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Plyometrics: Beneficial for All Disciplines of Skating, Singles, Pairs and Ice Dance

 by Carl M. Poe

Reprinted with premission from :The Professional Skater Magazine
July / August 1996 – pp. 37 – 38.
©1996 by Professional Skaters Association

With the emergence of various off-ice training program theories, a handful of ideas or concepts are available for skaters to utilize in their training. The method of Plyometric training should be among the main training components (along with strength, flexibility and endurance conditioning) for complete development of the skater. More specifically, plyometric training is not just for the singles skater who wants increased explosiveness for jumping, or greater eccentric leg development for landing strength. Plyometrics is just as valuable to utilize for pairs and ice dance in order for performance enhancement.

Pair skaters can utilize plyometric training not only for jump performance but to increase upper body dynamic power for their respective skill movements on-ice (lifts, throw jumps, etc). Ice dancers can perform plyometric training drills for Hip/Leg power and speed of movement performing various footwork drills, lateral hops and bounds and other related movements. Also, ice dancers can benefit from upper-body plyometric (arm drills) for enhanced dynamic power to enhance on-ice lifts and arm positioning. The importance of plyometric training specific to these three disciplines, involves speed/strength enhancement of the Hip/Leg, Torso/Abdominal and Arm/Shoulder and Upper Back areas.

Example of Plyometric Drills for Singles, Pairs and Ice Dancers may include the following:

A. Singles-

  • 1. Double-Leg and Single-Leg Jumps in Place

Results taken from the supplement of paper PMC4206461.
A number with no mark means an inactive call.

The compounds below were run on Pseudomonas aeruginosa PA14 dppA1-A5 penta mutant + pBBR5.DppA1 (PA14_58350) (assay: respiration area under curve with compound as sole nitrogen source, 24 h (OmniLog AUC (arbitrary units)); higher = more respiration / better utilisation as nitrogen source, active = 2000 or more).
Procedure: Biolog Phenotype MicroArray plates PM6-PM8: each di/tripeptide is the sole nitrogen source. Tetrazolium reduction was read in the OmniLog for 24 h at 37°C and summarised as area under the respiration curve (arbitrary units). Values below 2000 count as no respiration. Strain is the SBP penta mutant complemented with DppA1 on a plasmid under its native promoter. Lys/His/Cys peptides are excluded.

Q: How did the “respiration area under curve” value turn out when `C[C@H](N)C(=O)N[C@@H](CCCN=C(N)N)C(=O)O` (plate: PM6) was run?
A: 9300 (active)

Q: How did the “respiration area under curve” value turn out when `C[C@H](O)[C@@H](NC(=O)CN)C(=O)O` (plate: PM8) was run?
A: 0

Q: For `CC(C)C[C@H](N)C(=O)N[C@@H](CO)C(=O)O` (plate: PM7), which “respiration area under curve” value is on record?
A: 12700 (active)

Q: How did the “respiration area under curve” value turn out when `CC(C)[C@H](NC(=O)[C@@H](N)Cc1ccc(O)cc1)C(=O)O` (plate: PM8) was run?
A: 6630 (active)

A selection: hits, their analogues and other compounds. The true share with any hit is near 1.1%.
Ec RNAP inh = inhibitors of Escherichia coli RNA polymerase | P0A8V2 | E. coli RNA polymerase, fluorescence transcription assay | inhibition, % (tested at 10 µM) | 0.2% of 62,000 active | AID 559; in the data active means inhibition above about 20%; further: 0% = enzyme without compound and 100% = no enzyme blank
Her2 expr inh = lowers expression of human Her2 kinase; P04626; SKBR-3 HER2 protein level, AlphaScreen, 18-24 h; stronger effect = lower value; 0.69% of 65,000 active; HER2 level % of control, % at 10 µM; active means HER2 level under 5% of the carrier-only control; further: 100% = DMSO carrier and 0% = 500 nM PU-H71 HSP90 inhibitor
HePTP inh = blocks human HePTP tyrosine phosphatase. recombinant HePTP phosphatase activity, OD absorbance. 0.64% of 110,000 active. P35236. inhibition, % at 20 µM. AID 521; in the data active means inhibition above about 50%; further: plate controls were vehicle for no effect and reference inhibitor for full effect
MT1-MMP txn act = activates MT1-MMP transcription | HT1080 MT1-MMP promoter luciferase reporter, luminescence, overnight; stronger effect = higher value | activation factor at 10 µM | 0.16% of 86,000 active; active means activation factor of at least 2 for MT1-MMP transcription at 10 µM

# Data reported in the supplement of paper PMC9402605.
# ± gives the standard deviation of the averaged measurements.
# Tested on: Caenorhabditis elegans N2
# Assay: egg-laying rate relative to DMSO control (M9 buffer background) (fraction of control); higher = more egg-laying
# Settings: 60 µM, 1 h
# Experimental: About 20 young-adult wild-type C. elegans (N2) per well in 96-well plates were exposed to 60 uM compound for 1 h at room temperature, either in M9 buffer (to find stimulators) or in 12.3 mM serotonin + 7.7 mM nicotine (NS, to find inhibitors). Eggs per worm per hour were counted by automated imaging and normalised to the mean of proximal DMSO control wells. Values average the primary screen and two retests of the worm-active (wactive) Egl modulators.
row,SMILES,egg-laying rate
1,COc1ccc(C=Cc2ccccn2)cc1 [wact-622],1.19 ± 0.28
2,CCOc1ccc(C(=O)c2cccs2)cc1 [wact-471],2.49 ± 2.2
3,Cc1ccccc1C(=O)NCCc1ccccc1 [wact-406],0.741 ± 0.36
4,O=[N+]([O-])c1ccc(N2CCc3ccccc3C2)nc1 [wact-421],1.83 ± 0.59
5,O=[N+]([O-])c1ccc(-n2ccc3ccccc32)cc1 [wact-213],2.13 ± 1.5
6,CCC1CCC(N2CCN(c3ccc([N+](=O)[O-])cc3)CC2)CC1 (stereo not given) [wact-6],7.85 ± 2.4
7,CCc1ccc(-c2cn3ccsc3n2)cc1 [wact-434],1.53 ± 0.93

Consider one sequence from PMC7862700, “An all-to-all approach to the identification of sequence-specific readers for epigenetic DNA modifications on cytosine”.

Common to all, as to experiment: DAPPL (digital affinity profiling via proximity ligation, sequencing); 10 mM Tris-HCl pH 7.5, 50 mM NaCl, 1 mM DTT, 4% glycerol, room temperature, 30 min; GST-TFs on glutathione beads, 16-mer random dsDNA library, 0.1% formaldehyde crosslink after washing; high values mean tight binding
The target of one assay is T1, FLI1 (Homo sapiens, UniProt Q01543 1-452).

• 2. Double-Leg and Single-Leg Horizontal and Vertical Bounds
  • 3. Double-Leg and Single-Leg Box Jumps
  • 4. Rotational Jumps (weighted)
  • 5. Medicine Ball Rotational Drills
  • 6. Abdominal Plyometric Sit-Ups

B. Pairs-

  • 1. Same as Above (singles, 1 – 6)
  • 2. Medicine Ball Chest Pass
  • 3. Medicine Ball Throws and Catches
  • 4. Medicine Ball Push-Ups
  • 5. Drop Push-Ups

C. Ice Dance -

  • 1. Double-Leg and Single-Leg Strides
  • 2. Double-Leg and Single-Leg Hops (lateral and horizontal)
  • 3. Alternating Foreward and Backward Bounds
  • 4. Med Ball Rotational Drills
  • 5. Medicine Ball Abdominal Sit-Ups
  • 6. Med Ball Throws and Catches
  • 7. Medicine Ball Push-Ups

Finally, coaches and skaters should understand specific principles (guidelines) of off-ice plyometric training. In order to benefit from the training adaptations of plyometrics, the following guidelines are recommended for safety and proper execution of Plyometric Training:

I. Safety

  1. Training drills need to be appropriate for the age and level of the skater.
  2. A general and specific total-body strength training phase should be implemented 6-8 weeks prior to beginning jump/ Plyometric training.
  3. Proper progression (intensity) of drills from general motor-skill development to sport-specific.
  4. Proper Equipment
    • a. Footwear: skaters should wear shoes with adequate ankle/heel support (i.e. basketball or cross-training shoes).
    • b. Soft Landing Surface: mats, cushioned aerobic floor, sprung wooden floor, or soft grass should be utilized for performing drills.
    • c. Boxes: jump boxes should be durable with an adequate non-skid landing surface – Heights for skaters (Preliminary – Senior level) can range from 8″ to 35″ respectively.

II. Technique (emphasis should be placed on the following)

  1. Explosive takeoff, good knee-bend, arm-swing and appropriate vertical positioning of the trunk, back and head.
  2. Control of landing, absorbing (eccentric) the landing with a good positioning of the upper body (arms) head, back and trunk.
  3. key to success for jump/ plyometric training involves emphasizing the following:
    • a. Maximal effort on jump / drill attempts
    • b. Appropriate use of both upper body (arms) and lower body (hip / legs)
    • c. Correct posture or body positioning.
    • d. Quickness (speed) – When landing and taking-oft for another jump attempt, the skater must ‘Minimize” the amount of time spent on the ground or floor. Must be a quick rebound jump.

Cad M. Poe, M. S., C. S. C. S., served as the office strength and conditioning coach for the Colorado Springs World Arena, Colorado Spdngs, CO. Mr. Poe has been involved with strength/power training and conditioning training ofskaters beginning with his work at the United States Olympic Training Center and currently through the USFSA at the Elite and Regional Training Camp levels. For any questions regarding plyometric training for figure skaters, please contact Mr. Poe via the PSA directory.

Recommended books: Progressive Plyometrics for Kids

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